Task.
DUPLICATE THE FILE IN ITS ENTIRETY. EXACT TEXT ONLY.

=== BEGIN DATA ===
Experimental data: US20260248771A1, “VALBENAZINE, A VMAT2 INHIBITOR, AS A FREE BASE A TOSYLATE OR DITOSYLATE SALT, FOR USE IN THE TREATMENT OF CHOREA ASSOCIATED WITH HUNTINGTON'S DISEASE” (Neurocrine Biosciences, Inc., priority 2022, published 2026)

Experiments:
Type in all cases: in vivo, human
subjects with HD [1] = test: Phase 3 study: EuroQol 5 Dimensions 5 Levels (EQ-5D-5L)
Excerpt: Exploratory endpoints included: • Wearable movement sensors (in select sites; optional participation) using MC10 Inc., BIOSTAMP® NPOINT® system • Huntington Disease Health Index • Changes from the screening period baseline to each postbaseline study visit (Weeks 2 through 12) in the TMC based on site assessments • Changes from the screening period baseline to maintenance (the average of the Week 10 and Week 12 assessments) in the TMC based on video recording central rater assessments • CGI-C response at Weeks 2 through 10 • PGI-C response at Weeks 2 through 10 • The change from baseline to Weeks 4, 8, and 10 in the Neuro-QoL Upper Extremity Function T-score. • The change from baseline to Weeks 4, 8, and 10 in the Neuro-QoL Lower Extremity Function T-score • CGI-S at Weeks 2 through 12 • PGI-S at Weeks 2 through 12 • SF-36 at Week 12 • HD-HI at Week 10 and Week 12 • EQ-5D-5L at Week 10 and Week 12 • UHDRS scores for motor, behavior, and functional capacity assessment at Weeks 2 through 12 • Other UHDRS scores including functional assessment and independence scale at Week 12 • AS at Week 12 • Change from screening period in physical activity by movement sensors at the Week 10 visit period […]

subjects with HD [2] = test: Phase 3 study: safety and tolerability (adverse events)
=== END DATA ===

Experimental data: US20260248771A1, “VALBENAZINE, A VMAT2 INHIBITOR, AS A FREE BASE A TOSYLATE OR DITOSYLATE SALT, FOR USE IN THE TREATMENT OF CHOREA ASSOCIATED WITH HUNTINGTON'S DISEASE” (Neurocrine Biosciences, Inc., priority 2022, published 2026)

Experiments:
Type in all cases: in vivo, human
subjects with HD [1] = test: Phase 3 study: EuroQol 5 Dimensions 5 Levels (EQ-5D-5L)
Excerpt: Exploratory endpoints included: • Wearable movement sensors (in select sites; optional participation) using MC10 Inc., BIOSTAMP® NPOINT® system • Huntington Disease Health Index • Changes from the screening period baseline to each postbaseline study visit (Weeks 2 through 12) in the TMC based on site assessments • Changes from the screening period baseline to maintenance (the average of the Week 10 and Week 12 assessments) in the TMC based on video recording central rater assessments • CGI-C response at Weeks 2 through 10 • PGI-C response at Weeks 2 through 10 • The change from baseline to Weeks 4, 8, and 10 in the Neuro-QoL Upper Extremity Function T-score. • The change from baseline to Weeks 4, 8, and 10 in the Neuro-QoL Lower Extremity Function T-score • CGI-S at Weeks 2 through 12 • PGI-S at Weeks 2 through 12 • SF-36 at Week 12 • HD-HI at Week 10 and Week 12 • EQ-5D-5L at Week 10 and Week 12 • UHDRS scores for motor, behavior, and functional capacity assessment at Weeks 2 through 12 • Other UHDRS scores including functional assessment and independence scale at Week 12 • AS at Week 12 • Change from screening period in physical activity by movement sensors at the Week 10 visit period […]

subjects with HD [2] = test: Phase 3 study: safety and tolerability (adverse events)